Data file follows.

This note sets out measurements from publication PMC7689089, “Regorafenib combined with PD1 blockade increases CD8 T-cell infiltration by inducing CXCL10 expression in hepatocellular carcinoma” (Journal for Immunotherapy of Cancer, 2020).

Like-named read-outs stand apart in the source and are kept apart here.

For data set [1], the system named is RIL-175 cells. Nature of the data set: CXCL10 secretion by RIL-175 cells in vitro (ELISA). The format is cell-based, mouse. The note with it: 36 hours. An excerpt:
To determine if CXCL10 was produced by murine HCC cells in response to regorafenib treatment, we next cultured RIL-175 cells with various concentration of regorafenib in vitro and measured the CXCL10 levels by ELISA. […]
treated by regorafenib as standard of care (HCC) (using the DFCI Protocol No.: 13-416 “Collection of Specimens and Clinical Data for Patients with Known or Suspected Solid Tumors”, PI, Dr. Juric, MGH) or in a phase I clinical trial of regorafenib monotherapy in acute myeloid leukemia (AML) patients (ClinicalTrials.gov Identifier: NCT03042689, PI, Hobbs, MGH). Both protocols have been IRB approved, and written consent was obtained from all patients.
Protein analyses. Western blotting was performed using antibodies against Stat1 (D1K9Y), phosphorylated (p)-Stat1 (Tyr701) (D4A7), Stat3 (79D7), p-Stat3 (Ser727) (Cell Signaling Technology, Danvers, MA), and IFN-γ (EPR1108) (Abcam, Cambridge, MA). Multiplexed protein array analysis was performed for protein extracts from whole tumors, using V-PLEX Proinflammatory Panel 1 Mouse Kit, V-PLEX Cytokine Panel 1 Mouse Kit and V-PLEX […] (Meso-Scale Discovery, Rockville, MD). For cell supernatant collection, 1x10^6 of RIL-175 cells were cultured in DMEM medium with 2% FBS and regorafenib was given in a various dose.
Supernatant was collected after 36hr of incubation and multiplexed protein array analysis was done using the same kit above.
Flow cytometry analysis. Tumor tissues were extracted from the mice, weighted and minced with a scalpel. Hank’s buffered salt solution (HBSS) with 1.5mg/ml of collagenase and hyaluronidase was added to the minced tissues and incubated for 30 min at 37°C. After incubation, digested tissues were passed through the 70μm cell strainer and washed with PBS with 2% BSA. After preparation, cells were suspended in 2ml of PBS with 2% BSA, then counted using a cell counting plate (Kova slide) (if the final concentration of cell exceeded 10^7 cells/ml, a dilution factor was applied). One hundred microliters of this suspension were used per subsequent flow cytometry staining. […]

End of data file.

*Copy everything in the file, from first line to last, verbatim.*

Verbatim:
This note sets out measurements from publication PMC7689089, “Regorafenib combined with PD1 blockade increases CD8 T-cell infiltration by inducing CXCL10 expression in hepatocellular carcinoma” (Journal for Immunotherapy of Cancer, 2020).

Like-named read-outs stand apart in the source and are kept apart here.

For data set [1], the system named is RIL-175 cells. Nature of the data set: CXCL10 secretion by RIL-175 cells in vitro (ELISA). The format is cell-based, mouse. The note with it: 36 hours. An excerpt:
To determine if CXCL10 was produced by murine HCC cells in response to regorafenib treatment, we next cultured RIL-175 cells with various concentration of regorafenib in vitro and measured the CXCL10 levels by ELISA. […]
treated by regorafenib as standard of care (HCC) (using the DFCI Protocol No.: 13-416 “Collection of Specimens and Clinical Data for Patients with Known or Suspected Solid Tumors”, PI, Dr. Juric, MGH) or in a phase I clinical trial of regorafenib monotherapy in acute myeloid leukemia (AML) patients (ClinicalTrials.gov Identifier: NCT03042689, PI, Hobbs, MGH). Both protocols have been IRB approved, and written consent was obtained from all patients.
Protein analyses. Western blotting was performed using antibodies against Stat1 (D1K9Y), phosphorylated (p)-Stat1 (Tyr701) (D4A7), Stat3 (79D7), p-Stat3 (Ser727) (Cell Signaling Technology, Danvers, MA), and IFN-γ (EPR1108) (Abcam, Cambridge, MA). Multiplexed protein array analysis was performed for protein extracts from whole tumors, using V-PLEX Proinflammatory Panel 1 Mouse Kit, V-PLEX Cytokine Panel 1 Mouse Kit and V-PLEX […] (Meso-Scale Discovery, Rockville, MD). For cell supernatant collection, 1x10^6 of RIL-175 cells were cultured in DMEM medium with 2% FBS and regorafenib was given in a various dose.
Supernatant was collected after 36hr of incubation and multiplexed protein array analysis was done using the same kit above.
Flow cytometry analysis. Tumor tissues were extracted from the mice, weighted and minced with a scalpel. Hank’s buffered salt solution (HBSS) with 1.5mg/ml of collagenase and hyaluronidase was added to the minced tissues and incubated for 30 min at 37°C. After incubation, digested tissues were passed through the 70μm cell strainer and washed with PBS with 2% BSA. After preparation, cells were suspended in 2ml of PBS with 2% BSA, then counted using a cell counting plate (Kova slide) (if the final concentration of cell exceeded 10^7 cells/ml, a dilution factor was applied). One hundred microliters of this suspension were used per subsequent flow cytometry staining. […]